Tax planning is essential to small businesses and should be an ongoing, year-round activity. Tax planning is the process of determining which tax strategies should be used to lower both the company’s and the owner’s tax obligation while at the same time enhancing the growth, performance, and profitability of the firm.
I didn’t say tax planning is "paying as little in taxes as possible" because this strategy is generally not the most prudent choice for small businesses. If you want to secure financing or are in an industry that requires bonding (a guarantee from an insurance company that your firm will complete a contract or project), you will need to demonstrate that your firm is profitable and has a certain net worth.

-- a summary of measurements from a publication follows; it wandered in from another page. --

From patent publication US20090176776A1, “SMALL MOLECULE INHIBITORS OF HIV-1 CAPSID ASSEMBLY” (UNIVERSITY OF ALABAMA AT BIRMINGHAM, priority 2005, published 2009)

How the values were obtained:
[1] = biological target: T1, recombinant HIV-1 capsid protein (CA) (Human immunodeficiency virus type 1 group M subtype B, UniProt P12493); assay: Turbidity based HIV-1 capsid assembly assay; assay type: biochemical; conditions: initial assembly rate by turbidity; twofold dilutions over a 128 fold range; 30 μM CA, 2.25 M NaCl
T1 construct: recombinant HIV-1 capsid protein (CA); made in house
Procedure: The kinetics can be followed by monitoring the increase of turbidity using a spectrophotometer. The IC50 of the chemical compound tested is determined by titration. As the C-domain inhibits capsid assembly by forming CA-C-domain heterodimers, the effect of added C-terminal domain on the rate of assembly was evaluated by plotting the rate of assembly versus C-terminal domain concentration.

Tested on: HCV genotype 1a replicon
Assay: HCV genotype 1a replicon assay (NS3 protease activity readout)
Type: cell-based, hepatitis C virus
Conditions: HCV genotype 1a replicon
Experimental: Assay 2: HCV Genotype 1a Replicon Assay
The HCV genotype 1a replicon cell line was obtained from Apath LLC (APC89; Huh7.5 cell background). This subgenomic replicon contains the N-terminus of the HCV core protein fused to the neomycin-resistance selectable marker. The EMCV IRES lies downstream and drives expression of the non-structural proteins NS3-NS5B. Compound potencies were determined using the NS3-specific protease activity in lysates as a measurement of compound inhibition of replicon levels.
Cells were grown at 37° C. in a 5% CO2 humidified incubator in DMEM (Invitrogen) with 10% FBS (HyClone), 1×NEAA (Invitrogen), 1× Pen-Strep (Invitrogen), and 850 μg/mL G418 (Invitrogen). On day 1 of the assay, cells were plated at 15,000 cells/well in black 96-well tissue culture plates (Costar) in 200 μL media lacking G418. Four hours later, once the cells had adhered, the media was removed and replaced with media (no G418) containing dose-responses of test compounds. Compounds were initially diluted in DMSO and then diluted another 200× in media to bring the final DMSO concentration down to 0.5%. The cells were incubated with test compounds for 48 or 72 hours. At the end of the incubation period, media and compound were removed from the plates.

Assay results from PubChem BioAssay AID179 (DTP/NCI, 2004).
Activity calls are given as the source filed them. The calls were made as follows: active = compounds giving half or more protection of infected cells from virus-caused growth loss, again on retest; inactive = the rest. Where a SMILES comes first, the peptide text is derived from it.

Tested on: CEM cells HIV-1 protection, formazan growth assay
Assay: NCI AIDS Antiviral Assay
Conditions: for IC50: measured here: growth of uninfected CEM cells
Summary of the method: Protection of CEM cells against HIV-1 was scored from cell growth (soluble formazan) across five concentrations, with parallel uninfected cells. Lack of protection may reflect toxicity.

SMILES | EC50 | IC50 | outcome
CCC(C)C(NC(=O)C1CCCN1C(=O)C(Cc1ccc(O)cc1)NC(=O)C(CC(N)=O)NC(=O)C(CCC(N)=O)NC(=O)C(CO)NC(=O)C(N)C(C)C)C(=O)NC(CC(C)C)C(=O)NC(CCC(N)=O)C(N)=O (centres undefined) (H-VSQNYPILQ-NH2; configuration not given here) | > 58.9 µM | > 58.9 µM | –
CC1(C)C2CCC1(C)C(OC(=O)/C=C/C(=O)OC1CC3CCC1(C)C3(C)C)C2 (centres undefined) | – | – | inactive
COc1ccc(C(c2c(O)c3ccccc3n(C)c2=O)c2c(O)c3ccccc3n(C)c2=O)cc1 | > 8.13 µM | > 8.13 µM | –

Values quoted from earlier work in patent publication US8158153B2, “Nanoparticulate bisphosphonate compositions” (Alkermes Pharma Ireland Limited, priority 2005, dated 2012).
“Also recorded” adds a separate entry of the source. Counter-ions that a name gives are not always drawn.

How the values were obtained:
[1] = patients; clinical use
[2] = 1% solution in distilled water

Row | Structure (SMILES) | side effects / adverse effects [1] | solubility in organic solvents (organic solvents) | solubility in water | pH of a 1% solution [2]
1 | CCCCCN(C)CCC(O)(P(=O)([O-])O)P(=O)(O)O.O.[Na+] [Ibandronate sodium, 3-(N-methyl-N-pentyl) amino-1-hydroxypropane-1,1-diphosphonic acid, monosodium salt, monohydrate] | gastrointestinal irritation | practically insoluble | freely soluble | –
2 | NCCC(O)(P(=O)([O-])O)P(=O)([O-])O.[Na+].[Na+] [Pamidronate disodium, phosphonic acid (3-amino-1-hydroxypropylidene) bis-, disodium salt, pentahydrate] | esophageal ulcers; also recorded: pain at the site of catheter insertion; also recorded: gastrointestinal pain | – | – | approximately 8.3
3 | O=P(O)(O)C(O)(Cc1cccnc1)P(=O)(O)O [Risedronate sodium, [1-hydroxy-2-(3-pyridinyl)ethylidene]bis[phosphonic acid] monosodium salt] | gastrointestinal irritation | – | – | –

I was once the CFO of a construction company that had the ability to bond $20 million in work (have contracts signed to perform up to $20 million of work at any given time). I would regularly receive guidance from the bonding company regarding the income and net worth the construction company would need to demonstrate at the end of the year. I would then discuss with the owner the tax strategies that could be used to lower the tax burden of the company yet also fulfill the financial standing required by the bonding company. It’s important to balance these sometimes conflicting needs.